In many parts of our state, particularly within the Puget Sound region, the capacity of our streets and highways has failed to keep pace with growth due to inadequate investment. Unsafe and overcrowded roadways reflect a breach of responsibility on the part of our government to the citizens already living here.

    R-51 is specific in the projects proposed for funding. Voters can see what they will get for their money — and they will get a lot!

    In Snohomish County funding is provided for critical safety improvements and congestion relief in numerous corridors. Perhaps most notably, long-needed capacity and safety improvements in much of the Highway 9 corridor will move forward after more than 10 years of waiting, as will similar improvements on the Highway 522 corridor between Woodinville and Lake Stevens, scene of yet another tragic, fatality accident just last month.

    For too many years, the standard response of the state Department of Transportation spokespeople following tragic accidents in these corridors has been words to the effect of “ ... we have safety and capacity improvements planned, but funding won’t be available for many years ... “ It’s high time we provide the funding to fix our killer highways.

    Funds are also earmarked to address the massive bottleneck on Interstate 5 entering Everett that I see out my window every work day — a bottleneck that delays thousands of commuters, thousands of tons of freight and untold businesses attempting to serve their customers.

    Similar, specific projects, which focus mainly on fixing dangerous roads and bridges, relieving choke points, improving street safety near schools and public transportation, are identified throughout the state. Unlike the alternative, Initiative 776, R-51 gives us the specifics and lets us know what we are getting for our tax dollars!

    Beyond simply providing funding for much needed improvements, R-51 creates new measures to assure that projects will actually be delivered. It starts with a specific project list, rather than mere policy direction to the legislature. It’s backed by the state constitution, which prohibits use of gas-tax revenues for anything except highways.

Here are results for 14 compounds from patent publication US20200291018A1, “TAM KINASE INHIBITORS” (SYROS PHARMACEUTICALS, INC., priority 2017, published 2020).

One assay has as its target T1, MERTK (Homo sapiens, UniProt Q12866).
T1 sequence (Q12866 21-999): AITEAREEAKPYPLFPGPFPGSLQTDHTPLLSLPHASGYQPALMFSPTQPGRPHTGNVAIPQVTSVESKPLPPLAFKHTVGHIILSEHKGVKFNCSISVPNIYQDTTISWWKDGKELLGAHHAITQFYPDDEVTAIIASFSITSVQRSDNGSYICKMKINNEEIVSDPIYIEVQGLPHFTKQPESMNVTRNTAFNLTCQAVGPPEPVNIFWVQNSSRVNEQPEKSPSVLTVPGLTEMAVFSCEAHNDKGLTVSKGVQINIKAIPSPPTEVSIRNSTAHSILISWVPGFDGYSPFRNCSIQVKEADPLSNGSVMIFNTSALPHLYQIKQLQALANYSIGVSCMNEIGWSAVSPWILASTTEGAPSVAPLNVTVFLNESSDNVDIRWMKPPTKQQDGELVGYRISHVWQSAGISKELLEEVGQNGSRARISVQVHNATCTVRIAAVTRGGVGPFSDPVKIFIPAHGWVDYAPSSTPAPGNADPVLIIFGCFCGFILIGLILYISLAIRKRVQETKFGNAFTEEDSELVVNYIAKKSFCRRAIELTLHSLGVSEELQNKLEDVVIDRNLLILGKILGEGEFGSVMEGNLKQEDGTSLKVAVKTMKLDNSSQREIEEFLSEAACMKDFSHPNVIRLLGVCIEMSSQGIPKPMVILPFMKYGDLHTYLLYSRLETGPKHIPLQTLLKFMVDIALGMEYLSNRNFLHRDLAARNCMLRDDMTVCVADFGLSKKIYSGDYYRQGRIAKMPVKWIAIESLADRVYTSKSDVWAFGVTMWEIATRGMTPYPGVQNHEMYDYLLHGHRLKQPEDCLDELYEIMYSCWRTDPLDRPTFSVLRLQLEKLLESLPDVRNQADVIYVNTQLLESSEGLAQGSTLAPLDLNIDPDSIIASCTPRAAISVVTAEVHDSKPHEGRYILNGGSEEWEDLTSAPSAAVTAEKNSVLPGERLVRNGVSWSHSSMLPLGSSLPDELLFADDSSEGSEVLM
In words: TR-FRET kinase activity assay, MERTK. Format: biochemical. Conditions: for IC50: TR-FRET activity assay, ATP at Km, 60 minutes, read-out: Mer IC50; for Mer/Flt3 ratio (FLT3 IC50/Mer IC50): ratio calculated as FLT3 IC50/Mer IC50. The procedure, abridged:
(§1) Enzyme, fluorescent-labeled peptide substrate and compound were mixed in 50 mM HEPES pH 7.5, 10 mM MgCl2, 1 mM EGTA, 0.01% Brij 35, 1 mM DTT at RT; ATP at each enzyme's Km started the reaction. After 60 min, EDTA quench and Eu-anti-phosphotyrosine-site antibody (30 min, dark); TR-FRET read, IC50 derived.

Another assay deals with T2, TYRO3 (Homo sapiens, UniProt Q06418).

In addition, it’s reinforced by new accountability and oversight, including mandatory quarterly audits and reports to taxpayers with a full accounting of the revenues, progress on improvements and expected completion dates.

    On Nov. 5, there will be other measures on the ballot that purport to address our transportation needs. When making your decision please consider this simple fact: The gasoline tax proposed in R-51 meets many of the state’s objectives in maintaining our current infrastructure, encouraging alternatives to auto transportation and placing the cost of driving on drivers.

    That said, it is also important to note that a typical commuter who drives 12,000 miles per year in a car that averages 24 miles per gallon will pay less than 11 cents per trip to and from their workplace — a small price to pay for a safer and perhaps shorter commute and more quality time with family.

    R-51 will not solve our transportation problems. However, it is the best alternative to allow us to begin to solve our problems, through a well-defined, specific program of projects to bring safer roads, traffic relief and accountability.

    Bill Garrity is the executive director of the American Council of Engineering Companies of Washington. Paul Masten, the chair and managing principal of Reid Middleton, Inc., is the council’s current president.